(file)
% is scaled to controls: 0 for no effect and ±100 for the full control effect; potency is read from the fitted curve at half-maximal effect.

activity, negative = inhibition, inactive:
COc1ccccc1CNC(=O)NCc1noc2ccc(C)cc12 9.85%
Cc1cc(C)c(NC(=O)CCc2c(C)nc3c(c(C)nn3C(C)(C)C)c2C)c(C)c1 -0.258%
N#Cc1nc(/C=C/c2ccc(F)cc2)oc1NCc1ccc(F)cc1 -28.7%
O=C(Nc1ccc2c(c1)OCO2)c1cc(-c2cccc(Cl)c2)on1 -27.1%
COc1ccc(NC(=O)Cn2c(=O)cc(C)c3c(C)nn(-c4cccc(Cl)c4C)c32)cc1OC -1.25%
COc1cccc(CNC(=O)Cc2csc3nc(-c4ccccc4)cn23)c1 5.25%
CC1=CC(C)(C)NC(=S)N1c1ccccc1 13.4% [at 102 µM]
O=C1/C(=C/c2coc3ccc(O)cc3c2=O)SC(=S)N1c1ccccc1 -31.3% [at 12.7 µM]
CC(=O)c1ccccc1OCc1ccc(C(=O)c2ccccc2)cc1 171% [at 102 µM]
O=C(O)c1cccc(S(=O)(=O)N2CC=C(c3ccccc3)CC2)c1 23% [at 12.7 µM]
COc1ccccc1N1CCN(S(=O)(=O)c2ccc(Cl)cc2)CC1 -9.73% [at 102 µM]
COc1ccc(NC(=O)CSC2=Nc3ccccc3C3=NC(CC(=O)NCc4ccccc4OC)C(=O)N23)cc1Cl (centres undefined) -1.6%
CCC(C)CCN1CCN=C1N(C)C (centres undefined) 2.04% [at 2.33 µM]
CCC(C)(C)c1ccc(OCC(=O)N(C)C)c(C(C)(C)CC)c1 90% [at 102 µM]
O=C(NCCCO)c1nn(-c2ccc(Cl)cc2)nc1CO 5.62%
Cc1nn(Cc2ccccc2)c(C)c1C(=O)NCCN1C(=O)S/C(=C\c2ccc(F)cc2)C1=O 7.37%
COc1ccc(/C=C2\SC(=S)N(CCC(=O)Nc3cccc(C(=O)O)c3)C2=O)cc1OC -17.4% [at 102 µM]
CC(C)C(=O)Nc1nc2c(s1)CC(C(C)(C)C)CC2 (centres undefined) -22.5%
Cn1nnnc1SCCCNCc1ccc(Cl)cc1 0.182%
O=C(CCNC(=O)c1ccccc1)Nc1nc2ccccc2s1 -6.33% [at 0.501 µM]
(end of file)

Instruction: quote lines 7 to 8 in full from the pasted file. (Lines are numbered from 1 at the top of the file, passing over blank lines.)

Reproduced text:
COc1ccc(NC(=O)Cn2c(=O)cc(C)c3c(C)nn(-c4cccc(Cl)c4C)c32)cc1OC -1.25%
COc1cccc(CNC(=O)Cc2csc3nc(-c4ccccc4)cn23)c1 5.25%